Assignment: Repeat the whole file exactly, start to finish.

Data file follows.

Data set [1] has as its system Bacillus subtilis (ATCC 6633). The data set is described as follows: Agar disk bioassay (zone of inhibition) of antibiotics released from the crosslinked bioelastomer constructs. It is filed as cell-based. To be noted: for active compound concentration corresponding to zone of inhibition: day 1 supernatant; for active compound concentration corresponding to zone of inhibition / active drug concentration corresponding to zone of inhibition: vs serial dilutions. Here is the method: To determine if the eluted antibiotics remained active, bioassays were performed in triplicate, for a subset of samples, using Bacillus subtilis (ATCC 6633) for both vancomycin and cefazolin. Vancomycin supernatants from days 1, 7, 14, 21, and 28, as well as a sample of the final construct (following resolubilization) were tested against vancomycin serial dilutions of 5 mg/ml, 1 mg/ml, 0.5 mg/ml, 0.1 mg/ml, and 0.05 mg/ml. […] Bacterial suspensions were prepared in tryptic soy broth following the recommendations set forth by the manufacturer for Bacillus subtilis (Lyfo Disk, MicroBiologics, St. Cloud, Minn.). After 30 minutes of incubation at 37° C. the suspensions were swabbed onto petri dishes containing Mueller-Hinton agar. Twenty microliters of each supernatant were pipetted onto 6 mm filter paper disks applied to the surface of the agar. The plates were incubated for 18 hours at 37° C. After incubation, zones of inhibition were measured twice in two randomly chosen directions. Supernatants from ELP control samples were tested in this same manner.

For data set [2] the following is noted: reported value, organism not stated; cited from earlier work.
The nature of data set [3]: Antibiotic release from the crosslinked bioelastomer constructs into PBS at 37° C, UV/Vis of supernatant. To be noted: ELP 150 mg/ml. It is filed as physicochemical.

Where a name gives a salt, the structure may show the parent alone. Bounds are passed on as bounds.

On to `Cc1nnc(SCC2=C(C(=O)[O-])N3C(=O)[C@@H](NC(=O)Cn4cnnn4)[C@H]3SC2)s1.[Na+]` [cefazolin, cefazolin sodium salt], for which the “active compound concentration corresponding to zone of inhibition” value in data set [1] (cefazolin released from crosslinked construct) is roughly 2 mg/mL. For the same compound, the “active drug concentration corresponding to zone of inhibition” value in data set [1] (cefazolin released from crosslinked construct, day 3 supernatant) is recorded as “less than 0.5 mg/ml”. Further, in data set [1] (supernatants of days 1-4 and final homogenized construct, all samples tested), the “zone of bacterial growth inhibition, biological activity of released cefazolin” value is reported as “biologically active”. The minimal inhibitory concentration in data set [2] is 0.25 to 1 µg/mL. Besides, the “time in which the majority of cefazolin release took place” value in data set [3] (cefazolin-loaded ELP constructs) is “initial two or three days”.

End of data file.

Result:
Data set [1] has as its system Bacillus subtilis (ATCC 6633). The data set is described as follows: Agar disk bioassay (zone of inhibition) of antibiotics released from the crosslinked bioelastomer constructs. It is filed as cell-based. To be noted: for active compound concentration corresponding to zone of inhibition: day 1 supernatant; for active compound concentration corresponding to zone of inhibition / active drug concentration corresponding to zone of inhibition: vs serial dilutions. Here is the method: To determine if the eluted antibiotics remained active, bioassays were performed in triplicate, for a subset of samples, using Bacillus subtilis (ATCC 6633) for both vancomycin and cefazolin. Vancomycin supernatants from days 1, 7, 14, 21, and 28, as well as a sample of the final construct (following resolubilization) were tested against vancomycin serial dilutions of 5 mg/ml, 1 mg/ml, 0.5 mg/ml, 0.1 mg/ml, and 0.05 mg/ml. […] Bacterial suspensions were prepared in tryptic soy broth following the recommendations set forth by the manufacturer for Bacillus subtilis (Lyfo Disk, MicroBiologics, St. Cloud, Minn.). After 30 minutes of incubation at 37° C. the suspensions were swabbed onto petri dishes containing Mueller-Hinton agar. Twenty microliters of each supernatant were pipetted onto 6 mm filter paper disks applied to the surface of the agar. The plates were incubated for 18 hours at 37° C. After incubation, zones of inhibition were measured twice in two randomly chosen directions. Supernatants from ELP control samples were tested in this same manner.

For data set [2] the following is noted: reported value, organism not stated; cited from earlier work.
The nature of data set [3]: Antibiotic release from the crosslinked bioelastomer constructs into PBS at 37° C, UV/Vis of supernatant. To be noted: ELP 150 mg/ml. It is filed as physicochemical.

Where a name gives a salt, the structure may show the parent alone. Bounds are passed on as bounds.

On to `Cc1nnc(SCC2=C(C(=O)[O-])N3C(=O)[C@@H](NC(=O)Cn4cnnn4)[C@H]3SC2)s1.[Na+]` [cefazolin, cefazolin sodium salt], for which the “active compound concentration corresponding to zone of inhibition” value in data set [1] (cefazolin released from crosslinked construct) is roughly 2 mg/mL. For the same compound, the “active drug concentration corresponding to zone of inhibition” value in data set [1] (cefazolin released from crosslinked construct, day 3 supernatant) is recorded as “less than 0.5 mg/ml”. Further, in data set [1] (supernatants of days 1-4 and final homogenized construct, all samples tested), the “zone of bacterial growth inhibition, biological activity of released cefazolin” value is reported as “biologically active”. The minimal inhibitory concentration in data set [2] is 0.25 to 1 µg/mL. Besides, the “time in which the majority of cefazolin release took place” value in data set [3] (cefazolin-loaded ELP constructs) is “initial two or three days”.